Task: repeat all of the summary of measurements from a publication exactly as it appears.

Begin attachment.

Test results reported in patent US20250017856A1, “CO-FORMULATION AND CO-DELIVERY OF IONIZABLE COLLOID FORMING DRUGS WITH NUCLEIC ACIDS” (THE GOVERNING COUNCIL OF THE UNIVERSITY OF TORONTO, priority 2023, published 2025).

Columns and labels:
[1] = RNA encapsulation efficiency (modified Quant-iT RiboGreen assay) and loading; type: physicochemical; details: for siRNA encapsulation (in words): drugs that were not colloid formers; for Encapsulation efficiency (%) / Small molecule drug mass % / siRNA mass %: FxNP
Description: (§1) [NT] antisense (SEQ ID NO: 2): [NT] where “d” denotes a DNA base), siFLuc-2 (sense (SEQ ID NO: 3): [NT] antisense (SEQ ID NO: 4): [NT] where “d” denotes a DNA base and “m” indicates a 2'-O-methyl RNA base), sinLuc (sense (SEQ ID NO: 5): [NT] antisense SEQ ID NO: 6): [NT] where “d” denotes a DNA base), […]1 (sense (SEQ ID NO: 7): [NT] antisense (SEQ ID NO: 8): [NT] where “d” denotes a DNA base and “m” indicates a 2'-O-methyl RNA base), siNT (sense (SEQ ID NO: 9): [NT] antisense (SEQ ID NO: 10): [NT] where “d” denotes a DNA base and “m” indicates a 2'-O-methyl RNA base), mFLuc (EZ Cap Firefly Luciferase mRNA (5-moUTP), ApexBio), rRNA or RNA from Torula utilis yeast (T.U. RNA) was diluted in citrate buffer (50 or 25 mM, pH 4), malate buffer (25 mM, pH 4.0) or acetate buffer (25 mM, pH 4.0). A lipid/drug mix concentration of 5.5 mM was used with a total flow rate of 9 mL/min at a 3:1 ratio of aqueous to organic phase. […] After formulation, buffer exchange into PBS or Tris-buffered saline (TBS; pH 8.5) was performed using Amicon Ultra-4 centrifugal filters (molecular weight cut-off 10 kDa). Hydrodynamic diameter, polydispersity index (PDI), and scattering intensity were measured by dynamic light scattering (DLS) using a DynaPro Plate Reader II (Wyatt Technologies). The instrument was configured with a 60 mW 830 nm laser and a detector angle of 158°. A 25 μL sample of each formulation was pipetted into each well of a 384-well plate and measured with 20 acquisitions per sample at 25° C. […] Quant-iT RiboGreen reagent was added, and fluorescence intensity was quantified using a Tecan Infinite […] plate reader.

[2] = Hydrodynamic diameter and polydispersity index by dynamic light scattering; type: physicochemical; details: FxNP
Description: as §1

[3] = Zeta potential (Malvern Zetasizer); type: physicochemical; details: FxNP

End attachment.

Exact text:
Test results reported in patent US20250017856A1, “CO-FORMULATION AND CO-DELIVERY OF IONIZABLE COLLOID FORMING DRUGS WITH NUCLEIC ACIDS” (THE GOVERNING COUNCIL OF THE UNIVERSITY OF TORONTO, priority 2023, published 2025).

Columns and labels:
[1] = RNA encapsulation efficiency (modified Quant-iT RiboGreen assay) and loading; type: physicochemical; details: for siRNA encapsulation (in words): drugs that were not colloid formers; for Encapsulation efficiency (%) / Small molecule drug mass % / siRNA mass %: FxNP
Description: (§1) [NT] antisense (SEQ ID NO: 2): [NT] where “d” denotes a DNA base), siFLuc-2 (sense (SEQ ID NO: 3): [NT] antisense (SEQ ID NO: 4): [NT] where “d” denotes a DNA base and “m” indicates a 2'-O-methyl RNA base), sinLuc (sense (SEQ ID NO: 5): [NT] antisense SEQ ID NO: 6): [NT] where “d” denotes a DNA base), […]1 (sense (SEQ ID NO: 7): [NT] antisense (SEQ ID NO: 8): [NT] where “d” denotes a DNA base and “m” indicates a 2'-O-methyl RNA base), siNT (sense (SEQ ID NO: 9): [NT] antisense (SEQ ID NO: 10): [NT] where “d” denotes a DNA base and “m” indicates a 2'-O-methyl RNA base), mFLuc (EZ Cap Firefly Luciferase mRNA (5-moUTP), ApexBio), rRNA or RNA from Torula utilis yeast (T.U. RNA) was diluted in citrate buffer (50 or 25 mM, pH 4), malate buffer (25 mM, pH 4.0) or acetate buffer (25 mM, pH 4.0). A lipid/drug mix concentration of 5.5 mM was used with a total flow rate of 9 mL/min at a 3:1 ratio of aqueous to organic phase. […] After formulation, buffer exchange into PBS or Tris-buffered saline (TBS; pH 8.5) was performed using Amicon Ultra-4 centrifugal filters (molecular weight cut-off 10 kDa). Hydrodynamic diameter, polydispersity index (PDI), and scattering intensity were measured by dynamic light scattering (DLS) using a DynaPro Plate Reader II (Wyatt Technologies). The instrument was configured with a 60 mW 830 nm laser and a detector angle of 158°. A 25 μL sample of each formulation was pipetted into each well of a 384-well plate and measured with 20 acquisitions per sample at 25° C. […] Quant-iT RiboGreen reagent was added, and fluorescence intensity was quantified using a Tecan Infinite […] plate reader.

[2] = Hydrodynamic diameter and polydispersity index by dynamic light scattering; type: physicochemical; details: FxNP
Description: as §1

[3] = Zeta potential (Malvern Zetasizer); type: physicochemical; details: FxNP